Masked Speech Recognition and Reading Ability in School-Age Children: Is There a Relationship? Purpose The relationship between reading (decoding) skills, phonological processing abilities, and masked speech recognition in typically developing children was explored. This experiment was designed to evaluate the relationship between phonological processing and decoding abilities and 2 aspects of masked speech recognition in typically developing children: (a) the ability to benefit ... Research Article
Research Article  |   March 15, 2018
Masked Speech Recognition and Reading Ability in School-Age Children: Is There a Relationship?
 
Author Affiliations & Notes
  • Gabrielle Miller
    Department of Psychological Sciences, Case Western Reserve University, Cleveland, OH
  • Barbara Lewis
    Department of Psychological Sciences, Case Western Reserve University, Cleveland, OH
  • Penelope Benchek
    Department of Epidemiology and Biostatistics, Case Western Reserve University, Cleveland, OH
  • Emily Buss
    Department of Otolaryngology/Head and Neck Surgery, University of North Carolina School of Medicine, Chapel Hill
  • Lauren Calandruccio
    Department of Psychological Sciences, Case Western Reserve University, Cleveland, OH
  • Disclosure: The authors have declared that no competing interests existed at the time of publication.
    Disclosure: The authors have declared that no competing interests existed at the time of publication.×
  • Correspondence to Lauren Calandruccio: lauren.calandruccio@case.edu
  • Editor-in-Chief: Frederick (Erick) Gallun
    Editor-in-Chief: Frederick (Erick) Gallun×
  • Editor: Daniel Fogerty
    Editor: Daniel Fogerty×
Article Information
Hearing & Speech Perception / Attention, Memory & Executive Functions / Speech, Voice & Prosody / Hearing / Research Articles
Research Article   |   March 15, 2018
Masked Speech Recognition and Reading Ability in School-Age Children: Is There a Relationship?
Journal of Speech, Language, and Hearing Research, March 2018, Vol. 61, 776-788. doi:10.1044/2017_JSLHR-H-17-0279
History: Received July 21, 2017 , Revised October 24, 2017 , Accepted November 1, 2017
 
Journal of Speech, Language, and Hearing Research, March 2018, Vol. 61, 776-788. doi:10.1044/2017_JSLHR-H-17-0279
History: Received July 21, 2017; Revised October 24, 2017; Accepted November 1, 2017

Purpose The relationship between reading (decoding) skills, phonological processing abilities, and masked speech recognition in typically developing children was explored. This experiment was designed to evaluate the relationship between phonological processing and decoding abilities and 2 aspects of masked speech recognition in typically developing children: (a) the ability to benefit from temporal and spectral modulations within a noise masker and (b) the masking exerted by a speech masker.

Method Forty-two typically developing 3rd- and 4th-grade children with normal hearing, ranging in age from 8;10 to 10;6 years (mean age = 9;2 years, SD = 0.5 months), completed sentence recognition testing in 4 different maskers: steady-state noise, temporally modulated noise, spectrally modulated noise, and two-talker speech. Children also underwent assessment of phonological processing abilities and assessments of single-word decoding. As a comparison group, 15 adults with normal hearing also completed speech-in-noise testing.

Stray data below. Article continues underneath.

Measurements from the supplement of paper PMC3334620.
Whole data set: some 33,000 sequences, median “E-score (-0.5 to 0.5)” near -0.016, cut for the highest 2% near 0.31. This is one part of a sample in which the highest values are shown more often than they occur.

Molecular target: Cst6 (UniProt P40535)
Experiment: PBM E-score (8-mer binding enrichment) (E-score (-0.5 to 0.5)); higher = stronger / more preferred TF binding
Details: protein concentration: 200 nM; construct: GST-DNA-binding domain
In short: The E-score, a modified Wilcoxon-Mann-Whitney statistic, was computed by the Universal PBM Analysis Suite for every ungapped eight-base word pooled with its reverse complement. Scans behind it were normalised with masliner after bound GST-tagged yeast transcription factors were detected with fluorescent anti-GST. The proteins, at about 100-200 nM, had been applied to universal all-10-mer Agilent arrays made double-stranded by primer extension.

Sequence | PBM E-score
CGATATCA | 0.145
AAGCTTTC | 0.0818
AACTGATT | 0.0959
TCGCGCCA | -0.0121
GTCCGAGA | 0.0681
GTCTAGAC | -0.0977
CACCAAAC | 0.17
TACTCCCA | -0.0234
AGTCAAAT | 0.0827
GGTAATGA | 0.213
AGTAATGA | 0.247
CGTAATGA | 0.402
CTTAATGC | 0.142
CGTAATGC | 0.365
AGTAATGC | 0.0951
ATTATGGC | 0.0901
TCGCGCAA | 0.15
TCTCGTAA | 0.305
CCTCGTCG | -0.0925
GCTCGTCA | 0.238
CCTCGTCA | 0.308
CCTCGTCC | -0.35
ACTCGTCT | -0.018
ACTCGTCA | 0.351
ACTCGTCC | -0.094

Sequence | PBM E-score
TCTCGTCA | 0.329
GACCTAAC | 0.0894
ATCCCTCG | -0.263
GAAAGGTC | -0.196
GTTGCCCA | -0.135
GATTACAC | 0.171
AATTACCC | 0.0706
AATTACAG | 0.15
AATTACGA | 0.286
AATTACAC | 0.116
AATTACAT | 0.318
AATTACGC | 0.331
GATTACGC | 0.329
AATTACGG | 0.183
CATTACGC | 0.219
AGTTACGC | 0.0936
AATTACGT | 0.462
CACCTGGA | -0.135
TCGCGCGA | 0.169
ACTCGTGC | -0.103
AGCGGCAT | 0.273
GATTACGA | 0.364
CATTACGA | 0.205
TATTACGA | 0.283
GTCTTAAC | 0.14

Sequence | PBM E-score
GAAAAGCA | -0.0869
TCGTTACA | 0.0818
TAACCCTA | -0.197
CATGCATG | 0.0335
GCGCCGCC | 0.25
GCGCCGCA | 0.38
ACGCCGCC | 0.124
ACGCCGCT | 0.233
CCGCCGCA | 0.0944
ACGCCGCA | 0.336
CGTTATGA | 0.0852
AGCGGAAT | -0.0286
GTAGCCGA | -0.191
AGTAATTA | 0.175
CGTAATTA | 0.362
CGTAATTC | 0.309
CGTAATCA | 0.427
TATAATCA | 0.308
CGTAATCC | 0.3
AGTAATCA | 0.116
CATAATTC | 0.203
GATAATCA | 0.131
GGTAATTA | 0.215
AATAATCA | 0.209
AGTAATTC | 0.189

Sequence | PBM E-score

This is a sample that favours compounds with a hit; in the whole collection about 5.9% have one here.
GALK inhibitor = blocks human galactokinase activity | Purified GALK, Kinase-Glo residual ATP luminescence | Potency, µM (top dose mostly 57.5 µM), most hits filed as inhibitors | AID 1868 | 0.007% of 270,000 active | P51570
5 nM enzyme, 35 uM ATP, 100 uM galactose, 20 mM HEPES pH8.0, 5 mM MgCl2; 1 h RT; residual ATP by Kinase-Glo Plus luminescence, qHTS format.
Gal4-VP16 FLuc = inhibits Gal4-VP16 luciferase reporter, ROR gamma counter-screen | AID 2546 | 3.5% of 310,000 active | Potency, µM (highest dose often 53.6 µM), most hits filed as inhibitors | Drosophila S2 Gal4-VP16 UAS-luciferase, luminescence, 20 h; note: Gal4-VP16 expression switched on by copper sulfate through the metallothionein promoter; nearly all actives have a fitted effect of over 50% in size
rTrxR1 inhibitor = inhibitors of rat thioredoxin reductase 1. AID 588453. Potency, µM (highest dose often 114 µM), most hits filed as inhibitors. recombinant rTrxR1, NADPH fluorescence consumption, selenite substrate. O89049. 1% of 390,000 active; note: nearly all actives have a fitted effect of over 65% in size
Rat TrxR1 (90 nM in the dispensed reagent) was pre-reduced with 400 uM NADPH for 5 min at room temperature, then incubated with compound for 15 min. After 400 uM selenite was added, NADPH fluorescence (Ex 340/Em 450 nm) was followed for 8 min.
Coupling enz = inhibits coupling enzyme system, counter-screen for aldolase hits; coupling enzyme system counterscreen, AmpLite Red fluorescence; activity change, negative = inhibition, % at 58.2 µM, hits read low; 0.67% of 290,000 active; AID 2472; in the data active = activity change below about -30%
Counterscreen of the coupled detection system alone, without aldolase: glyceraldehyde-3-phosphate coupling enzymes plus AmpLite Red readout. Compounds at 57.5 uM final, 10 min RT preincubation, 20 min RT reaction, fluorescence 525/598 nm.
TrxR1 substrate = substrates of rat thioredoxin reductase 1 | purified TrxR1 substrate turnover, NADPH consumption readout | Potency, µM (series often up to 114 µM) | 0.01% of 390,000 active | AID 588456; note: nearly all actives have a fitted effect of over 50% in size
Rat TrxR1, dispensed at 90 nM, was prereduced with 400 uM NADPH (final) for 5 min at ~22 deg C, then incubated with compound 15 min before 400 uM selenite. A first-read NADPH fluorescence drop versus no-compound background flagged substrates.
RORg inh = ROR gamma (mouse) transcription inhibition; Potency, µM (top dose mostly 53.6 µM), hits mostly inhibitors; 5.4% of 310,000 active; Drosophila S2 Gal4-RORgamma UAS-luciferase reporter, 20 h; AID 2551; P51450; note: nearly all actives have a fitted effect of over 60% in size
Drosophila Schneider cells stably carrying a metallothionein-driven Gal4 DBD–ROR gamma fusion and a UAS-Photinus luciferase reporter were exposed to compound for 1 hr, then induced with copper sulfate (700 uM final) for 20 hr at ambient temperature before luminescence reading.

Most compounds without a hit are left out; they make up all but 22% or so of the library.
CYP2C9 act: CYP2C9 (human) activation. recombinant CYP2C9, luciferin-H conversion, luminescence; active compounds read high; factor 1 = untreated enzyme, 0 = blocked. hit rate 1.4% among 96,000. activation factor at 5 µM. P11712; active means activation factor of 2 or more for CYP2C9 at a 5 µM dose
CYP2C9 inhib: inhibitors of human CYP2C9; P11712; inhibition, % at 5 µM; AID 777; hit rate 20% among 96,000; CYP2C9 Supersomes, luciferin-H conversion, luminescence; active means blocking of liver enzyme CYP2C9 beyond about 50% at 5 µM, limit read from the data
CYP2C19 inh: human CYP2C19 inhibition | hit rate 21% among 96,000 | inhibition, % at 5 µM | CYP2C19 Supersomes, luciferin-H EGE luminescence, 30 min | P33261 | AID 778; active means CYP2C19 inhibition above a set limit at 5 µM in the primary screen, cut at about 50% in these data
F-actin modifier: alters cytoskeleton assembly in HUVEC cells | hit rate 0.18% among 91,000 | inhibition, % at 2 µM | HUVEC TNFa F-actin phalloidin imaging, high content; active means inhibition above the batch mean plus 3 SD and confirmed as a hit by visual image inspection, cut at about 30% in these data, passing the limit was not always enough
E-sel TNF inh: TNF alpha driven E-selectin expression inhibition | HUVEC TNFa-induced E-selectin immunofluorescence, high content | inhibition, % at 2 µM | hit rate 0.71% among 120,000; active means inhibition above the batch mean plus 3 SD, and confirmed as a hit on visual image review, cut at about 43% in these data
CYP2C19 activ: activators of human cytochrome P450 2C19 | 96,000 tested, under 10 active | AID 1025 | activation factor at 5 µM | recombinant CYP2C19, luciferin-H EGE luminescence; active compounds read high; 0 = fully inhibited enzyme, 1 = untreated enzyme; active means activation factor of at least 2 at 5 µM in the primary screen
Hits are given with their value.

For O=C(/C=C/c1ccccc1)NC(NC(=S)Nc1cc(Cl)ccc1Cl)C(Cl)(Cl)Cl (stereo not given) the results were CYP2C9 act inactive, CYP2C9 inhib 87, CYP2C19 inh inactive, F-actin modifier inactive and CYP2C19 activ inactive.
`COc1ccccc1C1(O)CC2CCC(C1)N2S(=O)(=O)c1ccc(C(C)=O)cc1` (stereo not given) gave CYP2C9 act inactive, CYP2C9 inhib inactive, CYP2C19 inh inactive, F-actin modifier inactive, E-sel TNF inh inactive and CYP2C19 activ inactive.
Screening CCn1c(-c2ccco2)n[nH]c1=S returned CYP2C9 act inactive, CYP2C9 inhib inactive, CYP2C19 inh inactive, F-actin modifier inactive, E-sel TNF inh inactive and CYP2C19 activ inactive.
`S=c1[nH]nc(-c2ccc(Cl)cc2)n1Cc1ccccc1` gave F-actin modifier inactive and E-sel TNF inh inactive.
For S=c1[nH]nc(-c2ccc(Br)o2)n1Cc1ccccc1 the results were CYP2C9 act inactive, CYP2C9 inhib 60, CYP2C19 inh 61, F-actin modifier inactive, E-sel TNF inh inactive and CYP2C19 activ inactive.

Results Speech recognition thresholds varied between approximately 3 and 7 dB across children, depending on the masker condition. Compared to adults, performance in the 2-talker masker was relatively consistent across children. Furthermore, decreasing the signal-to-noise ratio had a more precipitously deleterious effect on children's speech recognition in the 2-talker masker than was observed for adults. For children, individual differences in speech recognition threshold were not predicted by phonological awareness or decoding ability in any masker condition.

Conclusions No relationship was found between phonological awareness and/or decoding ability and a child's ability to benefit from spectral or temporal modulations. In addition, phonological awareness and/or decoding ability was not related to speech recognition in a 2-talker masker. Last, these data suggest that the between-listeners variability often observed in 2-talker maskers for adults may be smaller for children. The reasons for this child–adult difference need to be further explored.

Supplemental Material https://doi.org/10.23641/asha.5913547

Acknowledgments
Funding was provided by the ACES + ADVANCED Opportunity Grant from the Office of the Deputy Provost at Case Western Reserve University awarded to Lauren Calandruccio. This project was completed in partial fulfillment of Gabrielle Miller's PhD degree program. This project could not have been completed without the amazing efforts of the undergraduate and graduate research assistants in our lab. We also thank the wonderful children and parents who participated in the study as well as the principal and staff of the participating elementary school whose support was invaluable.
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